ISLAMABAD: The International Monetary Fund said on Friday it was broadly satisfied with Pakistan's economic progress after stepping in to save the country from a possible default earlier this year.
The IMF has agreed to loan Pakistan $6.7 billion over three years as part of the programme, but its condition of quarterly reviews means the cash is not guaranteed.
A team led by the IMF's regional adviser, Jeffrey Franks, visited Islamabad this month to assess if Pakistan was working hard enough to meet conditions intended to promote reforms.
“Under the IMF programme the government is making strong efforts to increase tax collections over time to bring down the deficit,” he told reporters in Islamabad after completing his mission.
“That will leave them in a much better position two or three years down the road to absorb any decline in other sources of funds.” Pakistan has already once averted a balance of payments crisis in 2008 after securing an $11-billion IMF loan package, which was suspended two years ago after economic and reform targets were missed.
This time around, Prime Minister Nawaz Sharif, who was elected in May, promised the IMF to privatise loss-making state industries, reform a faltering energy sector, expand Pakistan's tiny tax base and cut government borrowing.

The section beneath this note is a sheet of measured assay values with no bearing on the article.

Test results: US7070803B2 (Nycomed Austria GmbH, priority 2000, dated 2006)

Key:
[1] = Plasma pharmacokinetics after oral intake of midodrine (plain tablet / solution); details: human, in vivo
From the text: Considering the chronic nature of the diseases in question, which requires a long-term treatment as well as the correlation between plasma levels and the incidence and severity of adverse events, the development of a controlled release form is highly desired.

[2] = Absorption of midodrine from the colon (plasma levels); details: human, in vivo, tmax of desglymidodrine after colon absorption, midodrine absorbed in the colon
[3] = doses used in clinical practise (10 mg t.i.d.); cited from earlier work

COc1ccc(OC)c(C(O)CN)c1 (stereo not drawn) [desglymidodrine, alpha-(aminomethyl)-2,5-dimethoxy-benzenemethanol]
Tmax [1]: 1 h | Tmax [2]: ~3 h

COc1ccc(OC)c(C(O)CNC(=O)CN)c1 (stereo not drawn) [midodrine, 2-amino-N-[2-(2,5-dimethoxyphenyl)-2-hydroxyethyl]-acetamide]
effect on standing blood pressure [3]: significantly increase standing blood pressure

But the financial situation remains dire. Pakistan's foreign exchange reserves have dwindled to about $4 billion, or the equivalent of four week's worth of imports, and several large repayments fall due in the next six months.
Tax collection is a huge hurdle in a country where just 0.57 per cent of Pakistani citizens paid income tax last year, contributing to one of the lowest tax-to-GDP ratios in the world. Public services are woefully underfunded.
Sharif also plans to privatise 32 state-run companies, including two huge gas companies, the state oil company, several banks, the national airline and power distribution companies.
Franks said his team had adjusted upwards its forecasts for Pakistan's financials, to reflect its more optimistic view of the economy.
“We are slightly more optimistic on the growth scenario that we are using for the programme,” he said, adding that the economic growth forecast had been revised to 2.8 per cent from 2.5 per cent for the current fiscal year.
“The growth number is going to accelerate in 2014/15 and in 2016/17 as the tough fiscal consolidation eases and as the structural reforms that are going to boost growth take hold.”
He added: “We are anticipating that growth will accelerate significantly in the medium term to something in the order of 5 percent.”
But many remain sceptical the programme will succeed. Eleven of 12 IMF programmes since 1998 have been scrapped or abandoned because Pakistan failed to institute reforms.
Economists also argue that the IMF stepped in this time because the West considers Pakistan, a nuclear-armed nation of 180 million next to Afghanistan, too important to fail.